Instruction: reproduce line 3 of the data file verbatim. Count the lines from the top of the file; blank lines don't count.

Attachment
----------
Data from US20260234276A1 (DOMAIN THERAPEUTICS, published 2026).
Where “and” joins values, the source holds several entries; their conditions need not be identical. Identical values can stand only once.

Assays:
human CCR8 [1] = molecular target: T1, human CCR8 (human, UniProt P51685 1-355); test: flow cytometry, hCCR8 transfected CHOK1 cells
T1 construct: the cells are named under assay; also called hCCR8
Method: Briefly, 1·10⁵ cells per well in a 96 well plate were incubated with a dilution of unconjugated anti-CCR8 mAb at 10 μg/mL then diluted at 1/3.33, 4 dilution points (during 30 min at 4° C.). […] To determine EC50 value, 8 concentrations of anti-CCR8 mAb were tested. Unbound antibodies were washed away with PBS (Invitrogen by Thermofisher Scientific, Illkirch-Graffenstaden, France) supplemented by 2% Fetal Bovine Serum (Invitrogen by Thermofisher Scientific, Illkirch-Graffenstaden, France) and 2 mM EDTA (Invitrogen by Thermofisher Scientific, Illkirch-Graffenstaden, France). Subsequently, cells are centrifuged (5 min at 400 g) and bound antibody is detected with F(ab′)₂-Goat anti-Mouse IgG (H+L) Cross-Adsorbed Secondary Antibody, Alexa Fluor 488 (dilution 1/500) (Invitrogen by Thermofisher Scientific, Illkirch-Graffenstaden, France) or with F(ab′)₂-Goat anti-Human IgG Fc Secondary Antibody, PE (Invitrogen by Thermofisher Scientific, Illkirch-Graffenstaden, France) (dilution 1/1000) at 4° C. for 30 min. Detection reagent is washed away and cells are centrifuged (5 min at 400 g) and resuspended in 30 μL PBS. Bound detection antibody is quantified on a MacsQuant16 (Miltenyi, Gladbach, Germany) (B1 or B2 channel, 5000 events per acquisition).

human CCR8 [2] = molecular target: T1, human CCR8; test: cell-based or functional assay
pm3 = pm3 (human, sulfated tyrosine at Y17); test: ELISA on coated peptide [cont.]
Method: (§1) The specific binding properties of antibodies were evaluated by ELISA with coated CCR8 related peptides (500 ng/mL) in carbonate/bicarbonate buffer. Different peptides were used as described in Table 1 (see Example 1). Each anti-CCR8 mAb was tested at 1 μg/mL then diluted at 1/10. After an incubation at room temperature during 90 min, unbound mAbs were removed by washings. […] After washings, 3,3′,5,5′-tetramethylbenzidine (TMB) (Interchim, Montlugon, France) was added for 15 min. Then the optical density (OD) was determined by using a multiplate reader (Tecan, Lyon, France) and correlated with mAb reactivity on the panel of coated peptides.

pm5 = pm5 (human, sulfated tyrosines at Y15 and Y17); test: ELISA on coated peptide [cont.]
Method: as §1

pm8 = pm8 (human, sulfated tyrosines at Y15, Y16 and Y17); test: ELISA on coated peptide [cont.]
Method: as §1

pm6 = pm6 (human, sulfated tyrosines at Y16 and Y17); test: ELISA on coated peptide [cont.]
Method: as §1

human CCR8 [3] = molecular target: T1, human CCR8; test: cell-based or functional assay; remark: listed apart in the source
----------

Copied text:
Assays: